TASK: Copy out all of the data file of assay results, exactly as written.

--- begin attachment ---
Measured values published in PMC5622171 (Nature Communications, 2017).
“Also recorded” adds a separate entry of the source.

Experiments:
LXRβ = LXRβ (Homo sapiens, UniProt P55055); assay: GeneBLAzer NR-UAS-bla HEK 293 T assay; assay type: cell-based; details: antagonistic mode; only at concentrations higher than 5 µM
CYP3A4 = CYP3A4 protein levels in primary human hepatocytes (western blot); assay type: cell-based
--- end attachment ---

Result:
Measured values published in PMC5622171 (Nature Communications, 2017).
“Also recorded” adds a separate entry of the source.

Experiments:
LXRβ = LXRβ (Homo sapiens, UniProt P55055); assay: GeneBLAzer NR-UAS-bla HEK 293 T assay; assay type: cell-based; details: antagonistic mode; only at concentrations higher than 5 µM
CYP3A4 = CYP3A4 protein levels in primary human hepatocytes (western blot); assay type: cell-based